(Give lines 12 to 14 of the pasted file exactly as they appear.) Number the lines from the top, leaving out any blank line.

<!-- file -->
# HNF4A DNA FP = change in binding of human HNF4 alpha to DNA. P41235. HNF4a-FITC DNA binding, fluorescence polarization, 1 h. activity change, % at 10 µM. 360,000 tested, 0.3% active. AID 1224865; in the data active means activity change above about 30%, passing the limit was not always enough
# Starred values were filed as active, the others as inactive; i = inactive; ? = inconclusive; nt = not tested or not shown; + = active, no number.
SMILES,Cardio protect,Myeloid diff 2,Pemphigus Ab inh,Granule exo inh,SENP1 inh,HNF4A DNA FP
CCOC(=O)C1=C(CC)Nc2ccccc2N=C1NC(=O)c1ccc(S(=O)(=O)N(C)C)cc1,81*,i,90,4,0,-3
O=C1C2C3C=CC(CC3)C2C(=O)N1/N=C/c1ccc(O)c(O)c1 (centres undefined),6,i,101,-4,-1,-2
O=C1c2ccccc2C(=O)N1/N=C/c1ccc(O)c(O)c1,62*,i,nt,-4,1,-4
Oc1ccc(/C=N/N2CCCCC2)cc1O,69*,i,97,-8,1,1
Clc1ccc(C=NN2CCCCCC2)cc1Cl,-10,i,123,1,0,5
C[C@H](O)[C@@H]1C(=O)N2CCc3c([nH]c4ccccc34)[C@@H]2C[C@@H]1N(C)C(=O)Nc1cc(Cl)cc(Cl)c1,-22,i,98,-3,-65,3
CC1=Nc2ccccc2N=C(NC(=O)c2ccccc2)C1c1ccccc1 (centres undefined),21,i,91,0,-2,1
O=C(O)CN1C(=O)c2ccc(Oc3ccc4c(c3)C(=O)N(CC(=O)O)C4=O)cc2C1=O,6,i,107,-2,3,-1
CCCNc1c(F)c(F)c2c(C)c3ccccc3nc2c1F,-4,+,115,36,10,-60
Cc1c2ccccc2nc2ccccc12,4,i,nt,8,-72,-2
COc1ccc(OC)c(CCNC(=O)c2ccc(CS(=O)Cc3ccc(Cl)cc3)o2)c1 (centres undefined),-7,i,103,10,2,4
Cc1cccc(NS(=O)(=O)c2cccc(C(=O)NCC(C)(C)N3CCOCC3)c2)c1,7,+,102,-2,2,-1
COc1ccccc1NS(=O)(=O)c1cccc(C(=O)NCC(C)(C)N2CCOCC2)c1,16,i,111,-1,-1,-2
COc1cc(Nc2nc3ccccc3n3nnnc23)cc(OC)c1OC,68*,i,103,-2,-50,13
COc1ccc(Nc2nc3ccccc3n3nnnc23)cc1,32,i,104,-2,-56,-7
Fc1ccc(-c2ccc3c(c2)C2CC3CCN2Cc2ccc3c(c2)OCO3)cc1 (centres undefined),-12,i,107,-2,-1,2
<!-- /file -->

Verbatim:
CCCNc1c(F)c(F)c2c(C)c3ccccc3nc2c1F,-4,+,115,36,10,-60
Cc1c2ccccc2nc2ccccc12,4,i,nt,8,-72,-2
COc1ccc(OC)c(CCNC(=O)c2ccc(CS(=O)Cc3ccc(Cl)cc3)o2)c1 (centres undefined),-7,i,103,10,2,4